The opinions expressed in previous entries may or may not express the current opinion of the author.

Sunday, August 11, 2013

More Riding

Inspired by my ride the other day, and also by my Animal Communicator client's claim that horses are worried about hurting their humans' feelings, I resolved that we should do more riding around here.

Cos I reallyreally like riding, and maybe they wouldn't mind indulging me.

Plus I have a Cashel Soft Saddle on loan to try, and I needed to give it a whirl.

Here's the thing - there's this fear associated with mounting up. Fear and a feeling of seizing control from the horse - of creating a disconnect between human and horse.

So that's what I wanted to work on.

I got Rose out and put the Cashel saddle on her. It has a Western cinch, which I'm not used to, but I figured it out; plus the stirrup leathers are set on low, so the stirrups are long, even on the shortest hole. But I got it sort of sorted out, and when I brought out the bridle to put on, she turned her head all the way around towards me, because she knows it's the bitless now - back when she was expecting a bitted bridle, she used to turn away.

Next, we headed over to the kitchen steps for the purposes of mounting.

I just wanted everything to be calm, and relaxed, and unforced. So I lead Rose into position, gave her a treat, and when she broke position, I peacefully lead her around in a circle back to the same spot. Once she started holding that position, I stepped up onto the bottom step and gave her another treat. When she moved off, I just lead her around again and re-positioned, keeping the reins loose.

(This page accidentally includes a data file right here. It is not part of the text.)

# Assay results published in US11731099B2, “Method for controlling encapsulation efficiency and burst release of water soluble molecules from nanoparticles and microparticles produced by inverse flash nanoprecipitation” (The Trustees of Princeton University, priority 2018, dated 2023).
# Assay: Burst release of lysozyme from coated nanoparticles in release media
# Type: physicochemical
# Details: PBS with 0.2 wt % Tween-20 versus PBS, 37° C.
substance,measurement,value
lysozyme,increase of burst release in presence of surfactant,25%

After a few times she stayed put, so I advanced to suggesting that I put my foot into the stirrup, again keeping the reins loose. When she moved away, we just quietly walked around and back into position.

After another couple of times, she stood still and let me mount. Of course the treeless saddle slipped, and I had to tighten the cinch. But on the next attempt, everything worked fine, and there I was sitting on top of Rose with no sense of having had to hold her still or take control.

Rose is a horse who likes to take her time and say no at first. Allowing her to do that gives her confidence. I liked the feeling of being able to mount because she agreed to let me - not because I trained her to let me, but because I asked and she said yes.

We pottered around the yard a bit, sometimes Rose choosing where to go, sometimes me. I think she'd've opted to go down towards the road, but the dogs were out, and I didn't want them to follow. Rose is a very listening horse. The bitless bridle we're working with is a bit of a blunt instrument, but nonetheless I think we made a little progress in the short time I was riding.

The soft saddle was ok - I need to try it with shorter stirrups. I think it'll be a good addition to Rose's saddle wardrobe, but I expect that it won't work for Bridget as I was hoping, as because she is so very cylindrical, it'll probably just slip at the slightest provocation.

Then it was George's turn. It seems that being tied to a fence and having a saddle put on and a person climb aboard is less of an imposition than being asked to walk backwards at liberty for no particular reason. He totally didn't make his mean face or get grumpy even when I tightened the girth. We approached mounting the same way as with Rose. He didn't need as many re-positionings and let me climb up pretty quickly.

As with Rose, we just had a short ride pottering about the yard. I think George will be a good riding teacher, because as soon as my hands start to interfere at all, he pulls the reins out of my grip. But if I'm very careful, he stays connected and listening.

I'm looking forward to my next ride!

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